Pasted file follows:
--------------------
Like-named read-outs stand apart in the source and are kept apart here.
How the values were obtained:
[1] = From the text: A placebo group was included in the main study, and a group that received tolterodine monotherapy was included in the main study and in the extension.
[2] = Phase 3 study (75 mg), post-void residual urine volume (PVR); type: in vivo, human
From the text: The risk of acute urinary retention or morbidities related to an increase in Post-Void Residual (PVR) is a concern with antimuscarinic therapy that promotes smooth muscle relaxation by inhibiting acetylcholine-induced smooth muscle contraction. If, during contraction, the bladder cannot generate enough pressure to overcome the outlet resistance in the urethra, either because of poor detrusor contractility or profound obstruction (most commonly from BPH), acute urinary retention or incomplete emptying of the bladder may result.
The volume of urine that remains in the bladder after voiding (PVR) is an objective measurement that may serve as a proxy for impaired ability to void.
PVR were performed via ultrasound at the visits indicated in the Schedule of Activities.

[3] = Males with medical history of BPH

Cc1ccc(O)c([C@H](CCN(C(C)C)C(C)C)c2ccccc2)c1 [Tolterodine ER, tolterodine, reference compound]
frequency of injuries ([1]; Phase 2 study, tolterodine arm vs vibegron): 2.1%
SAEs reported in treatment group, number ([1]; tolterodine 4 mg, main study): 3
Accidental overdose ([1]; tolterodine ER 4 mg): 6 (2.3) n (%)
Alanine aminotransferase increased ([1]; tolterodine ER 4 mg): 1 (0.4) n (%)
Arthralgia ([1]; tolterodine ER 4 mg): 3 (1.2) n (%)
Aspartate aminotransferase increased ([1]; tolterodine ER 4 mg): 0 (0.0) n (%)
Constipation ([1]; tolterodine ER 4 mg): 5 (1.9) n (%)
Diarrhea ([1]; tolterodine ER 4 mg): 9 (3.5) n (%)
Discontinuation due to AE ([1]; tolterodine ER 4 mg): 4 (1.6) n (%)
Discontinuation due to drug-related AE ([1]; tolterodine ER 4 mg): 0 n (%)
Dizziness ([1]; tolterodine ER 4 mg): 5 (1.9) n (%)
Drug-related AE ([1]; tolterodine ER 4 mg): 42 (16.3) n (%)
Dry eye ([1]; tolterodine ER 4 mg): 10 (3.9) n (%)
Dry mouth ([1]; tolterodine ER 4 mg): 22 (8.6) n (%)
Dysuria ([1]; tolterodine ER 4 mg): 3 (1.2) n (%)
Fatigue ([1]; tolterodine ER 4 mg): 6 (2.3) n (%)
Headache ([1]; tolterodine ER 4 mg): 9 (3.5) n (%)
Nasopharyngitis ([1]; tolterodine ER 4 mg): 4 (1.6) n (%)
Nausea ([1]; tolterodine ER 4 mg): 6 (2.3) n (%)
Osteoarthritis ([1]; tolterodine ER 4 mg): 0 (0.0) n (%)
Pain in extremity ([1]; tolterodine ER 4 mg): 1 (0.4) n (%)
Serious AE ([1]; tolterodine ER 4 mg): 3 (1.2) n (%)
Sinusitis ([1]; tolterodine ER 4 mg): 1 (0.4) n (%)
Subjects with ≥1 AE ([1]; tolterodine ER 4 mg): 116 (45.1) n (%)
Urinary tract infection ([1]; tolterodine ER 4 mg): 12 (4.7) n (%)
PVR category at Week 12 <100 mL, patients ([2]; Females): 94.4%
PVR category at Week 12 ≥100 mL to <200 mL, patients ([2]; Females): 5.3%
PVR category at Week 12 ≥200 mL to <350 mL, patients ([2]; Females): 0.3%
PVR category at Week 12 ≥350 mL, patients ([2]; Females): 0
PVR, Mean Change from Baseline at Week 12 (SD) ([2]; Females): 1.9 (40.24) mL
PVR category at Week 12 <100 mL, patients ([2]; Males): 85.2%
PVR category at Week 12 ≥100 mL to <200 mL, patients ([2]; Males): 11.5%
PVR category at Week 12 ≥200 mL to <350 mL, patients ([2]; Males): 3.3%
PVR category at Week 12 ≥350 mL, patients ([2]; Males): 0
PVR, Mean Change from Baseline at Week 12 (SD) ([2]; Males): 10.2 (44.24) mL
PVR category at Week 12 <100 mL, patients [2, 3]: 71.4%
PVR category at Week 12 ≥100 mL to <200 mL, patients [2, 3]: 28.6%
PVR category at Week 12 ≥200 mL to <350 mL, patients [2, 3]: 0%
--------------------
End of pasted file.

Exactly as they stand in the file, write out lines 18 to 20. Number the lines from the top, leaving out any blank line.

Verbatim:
Discontinuation due to AE ([1]; tolterodine ER 4 mg): 4 (1.6) n (%)
Discontinuation due to drug-related AE ([1]; tolterodine ER 4 mg): 0 n (%)
Dizziness ([1]; tolterodine ER 4 mg): 5 (1.9) n (%)